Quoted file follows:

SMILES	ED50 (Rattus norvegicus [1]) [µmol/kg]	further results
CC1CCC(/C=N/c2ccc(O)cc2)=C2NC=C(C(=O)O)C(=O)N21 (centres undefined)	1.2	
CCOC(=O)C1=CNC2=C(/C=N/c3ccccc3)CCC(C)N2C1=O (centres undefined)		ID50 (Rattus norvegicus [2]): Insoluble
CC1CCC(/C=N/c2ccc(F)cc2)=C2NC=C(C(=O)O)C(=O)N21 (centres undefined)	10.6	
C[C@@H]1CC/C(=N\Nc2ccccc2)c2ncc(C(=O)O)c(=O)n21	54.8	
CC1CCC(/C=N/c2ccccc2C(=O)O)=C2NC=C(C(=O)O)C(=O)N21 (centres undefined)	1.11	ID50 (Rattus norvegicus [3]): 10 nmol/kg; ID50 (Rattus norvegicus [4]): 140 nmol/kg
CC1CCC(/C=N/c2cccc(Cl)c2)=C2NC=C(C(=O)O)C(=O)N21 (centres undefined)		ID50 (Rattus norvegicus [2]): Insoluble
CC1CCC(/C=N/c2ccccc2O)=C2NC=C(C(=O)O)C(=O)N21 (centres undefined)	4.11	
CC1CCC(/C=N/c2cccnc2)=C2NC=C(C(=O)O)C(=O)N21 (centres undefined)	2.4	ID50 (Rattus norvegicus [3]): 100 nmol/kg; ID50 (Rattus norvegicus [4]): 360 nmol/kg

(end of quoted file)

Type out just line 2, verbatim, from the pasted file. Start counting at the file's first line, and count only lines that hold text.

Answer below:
CC1CCC(/C=N/c2ccc(O)cc2)=C2NC=C(C(=O)O)C(=O)N21 (centres undefined)	1.2	